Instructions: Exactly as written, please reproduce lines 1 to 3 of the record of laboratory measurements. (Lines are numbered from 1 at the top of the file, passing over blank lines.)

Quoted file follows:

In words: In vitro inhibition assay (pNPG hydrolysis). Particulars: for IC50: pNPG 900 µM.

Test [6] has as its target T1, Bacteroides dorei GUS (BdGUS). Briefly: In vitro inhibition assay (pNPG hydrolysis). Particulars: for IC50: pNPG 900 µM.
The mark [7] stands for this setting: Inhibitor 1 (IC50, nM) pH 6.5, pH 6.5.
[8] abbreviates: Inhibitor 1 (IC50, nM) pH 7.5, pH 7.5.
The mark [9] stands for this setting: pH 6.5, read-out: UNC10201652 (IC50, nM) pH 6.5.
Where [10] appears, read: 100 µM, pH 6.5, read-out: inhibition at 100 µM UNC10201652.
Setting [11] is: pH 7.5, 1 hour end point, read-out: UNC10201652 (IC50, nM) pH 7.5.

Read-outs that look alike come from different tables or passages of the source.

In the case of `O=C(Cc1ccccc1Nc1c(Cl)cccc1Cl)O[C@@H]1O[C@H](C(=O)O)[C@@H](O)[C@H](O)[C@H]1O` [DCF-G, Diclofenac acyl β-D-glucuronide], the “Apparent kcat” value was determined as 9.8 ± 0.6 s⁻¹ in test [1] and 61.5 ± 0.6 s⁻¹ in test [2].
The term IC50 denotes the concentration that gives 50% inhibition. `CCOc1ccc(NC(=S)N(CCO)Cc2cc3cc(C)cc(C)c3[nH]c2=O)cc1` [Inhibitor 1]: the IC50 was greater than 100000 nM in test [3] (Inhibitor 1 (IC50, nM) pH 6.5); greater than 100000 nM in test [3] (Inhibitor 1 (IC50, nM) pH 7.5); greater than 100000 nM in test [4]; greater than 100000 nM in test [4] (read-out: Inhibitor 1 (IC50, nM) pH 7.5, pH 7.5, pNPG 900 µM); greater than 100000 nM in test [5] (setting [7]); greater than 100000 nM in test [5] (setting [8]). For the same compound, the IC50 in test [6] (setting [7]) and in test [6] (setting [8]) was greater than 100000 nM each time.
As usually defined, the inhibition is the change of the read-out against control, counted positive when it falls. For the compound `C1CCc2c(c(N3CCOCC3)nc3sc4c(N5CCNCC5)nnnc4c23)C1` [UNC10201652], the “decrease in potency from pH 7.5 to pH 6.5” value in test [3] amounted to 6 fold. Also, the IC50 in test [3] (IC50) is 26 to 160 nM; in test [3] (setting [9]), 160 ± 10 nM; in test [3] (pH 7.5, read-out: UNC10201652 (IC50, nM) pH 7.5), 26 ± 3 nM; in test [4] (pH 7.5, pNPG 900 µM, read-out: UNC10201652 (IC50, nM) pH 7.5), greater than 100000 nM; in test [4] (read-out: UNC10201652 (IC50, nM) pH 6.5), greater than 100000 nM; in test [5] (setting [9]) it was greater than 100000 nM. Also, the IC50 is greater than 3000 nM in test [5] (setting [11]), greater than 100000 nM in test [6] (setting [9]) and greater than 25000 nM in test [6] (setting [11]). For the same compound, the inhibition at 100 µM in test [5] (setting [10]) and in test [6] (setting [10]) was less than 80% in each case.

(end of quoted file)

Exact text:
In words: In vitro inhibition assay (pNPG hydrolysis). Particulars: for IC50: pNPG 900 µM.

Test [6] has as its target T1, Bacteroides dorei GUS (BdGUS). Briefly: In vitro inhibition assay (pNPG hydrolysis). Particulars: for IC50: pNPG 900 µM.
The mark [7] stands for this setting: Inhibitor 1 (IC50, nM) pH 6.5, pH 6.5.